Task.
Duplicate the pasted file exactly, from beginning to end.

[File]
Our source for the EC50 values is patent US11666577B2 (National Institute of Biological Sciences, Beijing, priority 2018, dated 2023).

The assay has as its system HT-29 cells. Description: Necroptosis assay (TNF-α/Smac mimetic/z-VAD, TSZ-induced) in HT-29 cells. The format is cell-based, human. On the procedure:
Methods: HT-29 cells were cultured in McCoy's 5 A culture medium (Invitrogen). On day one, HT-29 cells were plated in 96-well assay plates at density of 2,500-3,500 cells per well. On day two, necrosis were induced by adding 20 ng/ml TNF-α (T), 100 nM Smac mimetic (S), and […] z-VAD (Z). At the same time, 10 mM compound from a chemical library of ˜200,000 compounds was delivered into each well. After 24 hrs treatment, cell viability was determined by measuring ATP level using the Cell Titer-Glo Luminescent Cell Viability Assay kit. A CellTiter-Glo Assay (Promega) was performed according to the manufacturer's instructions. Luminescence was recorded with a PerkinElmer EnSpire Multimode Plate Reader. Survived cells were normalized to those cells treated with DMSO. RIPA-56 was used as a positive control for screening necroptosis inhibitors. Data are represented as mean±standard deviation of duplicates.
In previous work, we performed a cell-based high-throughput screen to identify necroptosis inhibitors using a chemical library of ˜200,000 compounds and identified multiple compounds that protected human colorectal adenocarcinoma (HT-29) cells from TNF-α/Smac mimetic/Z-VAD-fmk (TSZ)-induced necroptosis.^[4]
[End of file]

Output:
Our source for the EC50 values is patent US11666577B2 (National Institute of Biological Sciences, Beijing, priority 2018, dated 2023).

The assay has as its system HT-29 cells. Description: Necroptosis assay (TNF-α/Smac mimetic/z-VAD, TSZ-induced) in HT-29 cells. The format is cell-based, human. On the procedure:
Methods: HT-29 cells were cultured in McCoy's 5 A culture medium (Invitrogen). On day one, HT-29 cells were plated in 96-well assay plates at density of 2,500-3,500 cells per well. On day two, necrosis were induced by adding 20 ng/ml TNF-α (T), 100 nM Smac mimetic (S), and […] z-VAD (Z). At the same time, 10 mM compound from a chemical library of ˜200,000 compounds was delivered into each well. After 24 hrs treatment, cell viability was determined by measuring ATP level using the Cell Titer-Glo Luminescent Cell Viability Assay kit. A CellTiter-Glo Assay (Promega) was performed according to the manufacturer's instructions. Luminescence was recorded with a PerkinElmer EnSpire Multimode Plate Reader. Survived cells were normalized to those cells treated with DMSO. RIPA-56 was used as a positive control for screening necroptosis inhibitors. Data are represented as mean±standard deviation of duplicates.
In previous work, we performed a cell-based high-throughput screen to identify necroptosis inhibitors using a chemical library of ˜200,000 compounds and identified multiple compounds that protected human colorectal adenocarcinoma (HT-29) cells from TNF-α/Smac mimetic/Z-VAD-fmk (TSZ)-induced necroptosis.^[4]